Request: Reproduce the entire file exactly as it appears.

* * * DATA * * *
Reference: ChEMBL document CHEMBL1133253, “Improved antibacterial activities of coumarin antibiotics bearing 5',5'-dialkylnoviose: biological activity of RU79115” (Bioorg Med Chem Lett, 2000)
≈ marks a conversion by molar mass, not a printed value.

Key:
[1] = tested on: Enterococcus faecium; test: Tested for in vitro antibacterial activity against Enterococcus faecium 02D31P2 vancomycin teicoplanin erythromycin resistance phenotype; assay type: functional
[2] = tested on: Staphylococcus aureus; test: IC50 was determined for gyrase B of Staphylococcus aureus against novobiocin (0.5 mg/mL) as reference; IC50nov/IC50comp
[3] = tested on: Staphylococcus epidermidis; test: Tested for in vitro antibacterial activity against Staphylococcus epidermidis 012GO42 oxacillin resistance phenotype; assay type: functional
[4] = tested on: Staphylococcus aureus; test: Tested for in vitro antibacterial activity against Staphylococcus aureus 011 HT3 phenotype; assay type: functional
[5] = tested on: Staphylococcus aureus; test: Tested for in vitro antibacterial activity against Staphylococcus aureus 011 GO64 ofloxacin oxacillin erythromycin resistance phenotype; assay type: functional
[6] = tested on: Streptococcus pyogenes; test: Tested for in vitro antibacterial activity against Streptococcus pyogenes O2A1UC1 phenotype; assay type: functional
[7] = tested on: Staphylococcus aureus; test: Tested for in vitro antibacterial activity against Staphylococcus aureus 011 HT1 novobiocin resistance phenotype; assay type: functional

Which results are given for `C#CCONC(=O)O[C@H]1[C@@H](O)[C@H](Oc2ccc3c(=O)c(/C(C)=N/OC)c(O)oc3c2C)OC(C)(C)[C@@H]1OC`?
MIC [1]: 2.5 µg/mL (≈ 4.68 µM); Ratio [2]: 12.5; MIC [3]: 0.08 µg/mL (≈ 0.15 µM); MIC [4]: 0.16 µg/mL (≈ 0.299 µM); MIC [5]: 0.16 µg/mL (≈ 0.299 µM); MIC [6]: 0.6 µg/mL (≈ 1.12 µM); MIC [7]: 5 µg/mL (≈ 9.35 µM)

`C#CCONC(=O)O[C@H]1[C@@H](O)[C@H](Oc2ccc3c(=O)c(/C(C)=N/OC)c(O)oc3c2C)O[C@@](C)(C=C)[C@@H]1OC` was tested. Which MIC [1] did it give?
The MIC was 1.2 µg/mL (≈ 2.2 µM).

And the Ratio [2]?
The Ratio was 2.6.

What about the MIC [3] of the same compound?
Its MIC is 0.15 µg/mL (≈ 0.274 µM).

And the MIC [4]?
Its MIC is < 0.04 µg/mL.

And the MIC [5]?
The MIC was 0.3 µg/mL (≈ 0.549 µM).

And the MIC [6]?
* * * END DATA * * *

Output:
Reference: ChEMBL document CHEMBL1133253, “Improved antibacterial activities of coumarin antibiotics bearing 5',5'-dialkylnoviose: biological activity of RU79115” (Bioorg Med Chem Lett, 2000)
≈ marks a conversion by molar mass, not a printed value.

Key:
[1] = tested on: Enterococcus faecium; test: Tested for in vitro antibacterial activity against Enterococcus faecium 02D31P2 vancomycin teicoplanin erythromycin resistance phenotype; assay type: functional
[2] = tested on: Staphylococcus aureus; test: IC50 was determined for gyrase B of Staphylococcus aureus against novobiocin (0.5 mg/mL) as reference; IC50nov/IC50comp
[3] = tested on: Staphylococcus epidermidis; test: Tested for in vitro antibacterial activity against Staphylococcus epidermidis 012GO42 oxacillin resistance phenotype; assay type: functional
[4] = tested on: Staphylococcus aureus; test: Tested for in vitro antibacterial activity against Staphylococcus aureus 011 HT3 phenotype; assay type: functional
[5] = tested on: Staphylococcus aureus; test: Tested for in vitro antibacterial activity against Staphylococcus aureus 011 GO64 ofloxacin oxacillin erythromycin resistance phenotype; assay type: functional
[6] = tested on: Streptococcus pyogenes; test: Tested for in vitro antibacterial activity against Streptococcus pyogenes O2A1UC1 phenotype; assay type: functional
[7] = tested on: Staphylococcus aureus; test: Tested for in vitro antibacterial activity against Staphylococcus aureus 011 HT1 novobiocin resistance phenotype; assay type: functional

Which results are given for `C#CCONC(=O)O[C@H]1[C@@H](O)[C@H](Oc2ccc3c(=O)c(/C(C)=N/OC)c(O)oc3c2C)OC(C)(C)[C@@H]1OC`?
MIC [1]: 2.5 µg/mL (≈ 4.68 µM); Ratio [2]: 12.5; MIC [3]: 0.08 µg/mL (≈ 0.15 µM); MIC [4]: 0.16 µg/mL (≈ 0.299 µM); MIC [5]: 0.16 µg/mL (≈ 0.299 µM); MIC [6]: 0.6 µg/mL (≈ 1.12 µM); MIC [7]: 5 µg/mL (≈ 9.35 µM)

`C#CCONC(=O)O[C@H]1[C@@H](O)[C@H](Oc2ccc3c(=O)c(/C(C)=N/OC)c(O)oc3c2C)O[C@@](C)(C=C)[C@@H]1OC` was tested. Which MIC [1] did it give?
The MIC was 1.2 µg/mL (≈ 2.2 µM).

And the Ratio [2]?
The Ratio was 2.6.

What about the MIC [3] of the same compound?
Its MIC is 0.15 µg/mL (≈ 0.274 µM).

And the MIC [4]?
Its MIC is < 0.04 µg/mL.

And the MIC [5]?
The MIC was 0.3 µg/mL (≈ 0.549 µM).

And the MIC [6]?